It’s not unusual for new or growing trucking carriers to have cash flow problems at one point or another. Cash flow issues commonly affect companies that are growing quickly. Before long, the carrier starts running low on funds and cannot pay some of its corporate expenses. At best, this situation makes managing the company difficult. At its worst, this situation can affect your ability to stay in business.
Fortunately, many of these issues can be solved using asset-based financing. This article covers:
- A common cash flow problem
- Funding small trucking companies
- Funding midsize and larger trucking companies
1. A common cash flow problem
It’s common for trucking companies to have cash flow problems because they are growing too quickly. Carriers can also get into difficulties because most shippers pay slowly and take 30 to 60 days to pay an invoice. Either way, the trucking company runs out of funds before getting paid. This problem can affect the carrier’s ability to pay for necessary expenses such as:
- Other operations expenses
One solution is to negotiate quick pays with your shippers. This is a good strategy if your clients agree to it. However, trucking company owners often find themselves juggling bills while waiting to get paid. While juggling payments may help you for a short while, it’s not a long-term strategy. It will eventually create problems for your company.
You could easily fix these problems with a line of credit. However, this is where you face obstacles. Most lenders finance trucking companies based on their historical performance, cash flow, assets, management, and other parameters. Consequently, most lenders’ loans aren’t available to small and midsize carriers because they don’t meet these criteria.
One alternative does work in this situation. You can use asset-based financing. Companies that offer asset-based financing focus less on performance and more on a combination of your assets and potential. Trucking companies have one asset that can easily be financed: their accounts receivable.
These asset-based lines behave similarly to lines of credit secured by invoices. There are two options, and the one you use depends on the size of your trucking company. The next sections cover these options.
2. Owner-operators / small trucking fleets
Getting financing as an owner-operator or small fleet owner is usually very difficult. The company has the same cash flow problems as larger carriers. However, the company is not large enough to interest lenders. There is one alternative, though.
One solution that works well in this situation is factoring your freight bills. Factoring provides an advance against your slow-paying invoices. This funding improves your cash flow immediately. Advances can range as high as 98% and depend on the type of transaction you use.
In two-installment transactions, the advance pays up to 90% or so. The remaining 10%, less the fee, is deposited in your account once your customer pays. In a single-installment transaction, you get a single advance of up to 98%. The amount that is not advanced is the factoring fee. Most factoring companies that offer transportation financing offer both types of transactions. Keep in mind that single-installment transactions are more expensive than two-installment transactions.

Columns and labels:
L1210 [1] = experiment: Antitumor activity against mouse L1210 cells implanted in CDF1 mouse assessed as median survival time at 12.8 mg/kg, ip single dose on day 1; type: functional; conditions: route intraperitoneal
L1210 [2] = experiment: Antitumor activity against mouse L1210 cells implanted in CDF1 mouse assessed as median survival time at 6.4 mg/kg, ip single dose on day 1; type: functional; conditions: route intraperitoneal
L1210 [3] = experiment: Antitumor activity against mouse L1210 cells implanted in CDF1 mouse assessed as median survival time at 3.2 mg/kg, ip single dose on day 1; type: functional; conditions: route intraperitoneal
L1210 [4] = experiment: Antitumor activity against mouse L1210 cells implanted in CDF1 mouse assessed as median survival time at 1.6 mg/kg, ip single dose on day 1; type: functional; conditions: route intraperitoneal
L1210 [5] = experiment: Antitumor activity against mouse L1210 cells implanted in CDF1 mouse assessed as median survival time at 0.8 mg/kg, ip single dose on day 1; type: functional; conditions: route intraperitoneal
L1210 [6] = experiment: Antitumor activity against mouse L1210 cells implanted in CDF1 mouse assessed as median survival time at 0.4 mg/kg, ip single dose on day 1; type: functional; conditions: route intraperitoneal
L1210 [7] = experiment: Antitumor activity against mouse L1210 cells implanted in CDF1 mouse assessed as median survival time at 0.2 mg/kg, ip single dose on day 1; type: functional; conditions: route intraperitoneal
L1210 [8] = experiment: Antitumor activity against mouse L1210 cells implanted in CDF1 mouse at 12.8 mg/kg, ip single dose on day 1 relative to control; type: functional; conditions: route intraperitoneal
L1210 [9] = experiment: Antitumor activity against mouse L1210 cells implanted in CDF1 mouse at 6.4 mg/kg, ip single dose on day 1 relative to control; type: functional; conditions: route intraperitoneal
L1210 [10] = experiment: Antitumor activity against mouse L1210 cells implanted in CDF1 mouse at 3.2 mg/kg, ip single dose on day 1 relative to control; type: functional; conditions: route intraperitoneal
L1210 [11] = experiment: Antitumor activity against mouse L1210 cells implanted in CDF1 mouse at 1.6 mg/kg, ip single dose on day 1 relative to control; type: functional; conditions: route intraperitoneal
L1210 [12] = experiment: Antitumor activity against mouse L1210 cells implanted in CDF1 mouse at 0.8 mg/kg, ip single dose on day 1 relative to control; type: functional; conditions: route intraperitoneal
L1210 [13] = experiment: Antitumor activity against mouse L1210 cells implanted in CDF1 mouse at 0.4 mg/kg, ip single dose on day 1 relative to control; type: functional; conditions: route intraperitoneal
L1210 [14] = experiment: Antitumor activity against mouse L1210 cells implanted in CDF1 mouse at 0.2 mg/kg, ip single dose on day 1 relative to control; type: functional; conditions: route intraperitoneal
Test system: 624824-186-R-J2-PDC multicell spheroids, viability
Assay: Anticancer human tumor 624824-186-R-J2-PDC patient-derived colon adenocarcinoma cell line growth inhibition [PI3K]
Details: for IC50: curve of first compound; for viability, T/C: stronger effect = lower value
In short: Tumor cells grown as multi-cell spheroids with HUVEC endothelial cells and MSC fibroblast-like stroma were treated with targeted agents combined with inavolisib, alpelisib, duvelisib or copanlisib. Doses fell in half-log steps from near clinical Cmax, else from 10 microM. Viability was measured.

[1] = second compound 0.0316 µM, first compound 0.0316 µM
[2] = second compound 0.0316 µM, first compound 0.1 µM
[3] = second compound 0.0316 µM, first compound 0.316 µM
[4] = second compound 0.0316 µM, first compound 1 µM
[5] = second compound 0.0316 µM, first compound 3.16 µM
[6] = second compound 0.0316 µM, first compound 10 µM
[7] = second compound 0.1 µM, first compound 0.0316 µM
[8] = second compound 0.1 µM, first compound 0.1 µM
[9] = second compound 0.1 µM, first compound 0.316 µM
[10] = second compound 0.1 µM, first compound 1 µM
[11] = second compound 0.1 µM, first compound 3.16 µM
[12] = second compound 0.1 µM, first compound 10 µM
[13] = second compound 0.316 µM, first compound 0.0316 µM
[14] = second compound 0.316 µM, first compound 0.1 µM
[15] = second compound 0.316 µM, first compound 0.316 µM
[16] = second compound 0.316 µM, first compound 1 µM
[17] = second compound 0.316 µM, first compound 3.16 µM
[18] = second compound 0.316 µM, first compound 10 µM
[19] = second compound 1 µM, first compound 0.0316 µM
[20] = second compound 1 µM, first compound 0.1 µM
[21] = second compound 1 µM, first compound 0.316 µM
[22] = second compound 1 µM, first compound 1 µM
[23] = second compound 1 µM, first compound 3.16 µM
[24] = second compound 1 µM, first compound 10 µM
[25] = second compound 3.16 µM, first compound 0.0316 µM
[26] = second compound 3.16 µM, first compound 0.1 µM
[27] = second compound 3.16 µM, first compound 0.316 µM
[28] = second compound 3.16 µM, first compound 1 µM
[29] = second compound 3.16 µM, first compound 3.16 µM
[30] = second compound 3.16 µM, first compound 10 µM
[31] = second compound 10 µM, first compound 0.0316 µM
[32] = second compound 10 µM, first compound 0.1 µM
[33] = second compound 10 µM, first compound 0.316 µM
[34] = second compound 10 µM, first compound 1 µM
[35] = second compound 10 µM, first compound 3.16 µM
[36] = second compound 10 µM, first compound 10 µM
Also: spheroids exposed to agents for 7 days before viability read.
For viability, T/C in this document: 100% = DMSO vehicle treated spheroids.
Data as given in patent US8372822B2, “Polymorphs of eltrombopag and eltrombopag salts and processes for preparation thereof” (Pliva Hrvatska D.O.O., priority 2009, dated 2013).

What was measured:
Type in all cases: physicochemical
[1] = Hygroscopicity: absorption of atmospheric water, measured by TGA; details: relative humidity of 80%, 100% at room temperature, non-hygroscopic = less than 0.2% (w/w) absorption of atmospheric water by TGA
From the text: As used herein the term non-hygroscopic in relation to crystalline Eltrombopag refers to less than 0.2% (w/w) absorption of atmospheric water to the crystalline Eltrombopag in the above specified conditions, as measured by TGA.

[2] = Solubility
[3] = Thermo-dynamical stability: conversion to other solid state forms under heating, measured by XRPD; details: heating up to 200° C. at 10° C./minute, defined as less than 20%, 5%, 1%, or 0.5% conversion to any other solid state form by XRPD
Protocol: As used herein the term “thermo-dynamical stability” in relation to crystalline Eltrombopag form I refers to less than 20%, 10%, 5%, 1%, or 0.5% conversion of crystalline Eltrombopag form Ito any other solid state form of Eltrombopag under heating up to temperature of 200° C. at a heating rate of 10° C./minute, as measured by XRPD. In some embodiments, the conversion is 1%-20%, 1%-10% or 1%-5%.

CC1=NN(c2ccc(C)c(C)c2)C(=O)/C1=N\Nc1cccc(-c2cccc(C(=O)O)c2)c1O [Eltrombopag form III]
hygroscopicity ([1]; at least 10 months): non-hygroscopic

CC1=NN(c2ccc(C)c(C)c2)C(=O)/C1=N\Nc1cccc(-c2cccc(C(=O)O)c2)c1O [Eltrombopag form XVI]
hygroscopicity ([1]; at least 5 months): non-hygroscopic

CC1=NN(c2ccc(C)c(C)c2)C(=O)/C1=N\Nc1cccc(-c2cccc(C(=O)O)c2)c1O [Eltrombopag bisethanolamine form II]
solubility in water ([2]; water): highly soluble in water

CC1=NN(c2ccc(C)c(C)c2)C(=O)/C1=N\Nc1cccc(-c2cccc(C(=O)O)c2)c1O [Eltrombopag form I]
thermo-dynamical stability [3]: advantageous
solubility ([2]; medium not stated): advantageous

The advantage of freight bill factoring over other options is that it’s comparatively easy to obtain. The transaction uses the credit of your invoices and shippers as collateral. Other than that, your company must not have any liens against your receivables, no major tax issues, or any legal issues.
For more information, read “What is Freight Factoring and How Does it Work?”
3. Midsize and larger trucking carriers
Midsize and larger carriers that cannot qualify for a conventional business line of credit should consider sales ledger financing. Sales ledger financing is a type of asset-based funding that uses your receivables as collateral. It works for companies that have outgrown factoring but have not reached the point where they can qualify for a line of credit.
The line operates like an accounts receivable line of credit. It uses a borrowing base determined by your eligible receivables. Your company can withdraw funds up to a specified amount. However, the line is dynamic and adapts as new invoices are generated and old ones are paid off.
On the surface, sales ledger financing looks a lot like factoring. However, the solution has many benefits that make it a superior option for larger carriers.
Sales ledger financing lines are easier to use than factoring lines. Accessing the funds is simple, as the line does not have the redundant controls common with factoring lines.
The line is designed to grow with your sales. The limit can easily be increased as long as you work with shippers and brokers that have good commercial credit. Rates are very competitive and are applied on monthly average use. The cost falls somewhere between the cost for a comparably sized factoring line and a line of credit.
b) Qualification requirements
Qualifying for a sales ledger financing line is easier than getting a line of credit. Trucking companies need to meet the following criteria:
- Minimum sales of $300,000/month
- Well-organized receivables and collections management
- Good internal controls
- Solid operations track record
- No major tax or financial problems
Asset-based financing is an effective way to finance a trucking company that has cash flow issues and cannot qualify for a line of credit. Owner-operators and small carriers should consider factoring. This solution improves cash flow quickly and has simple qualification requirements.
Midsized and larger carriers with better internal controls should consider sales ledger financing. This solution is designed to resemble a commercial line of credit but offers more flexibility and is easier to obtain.
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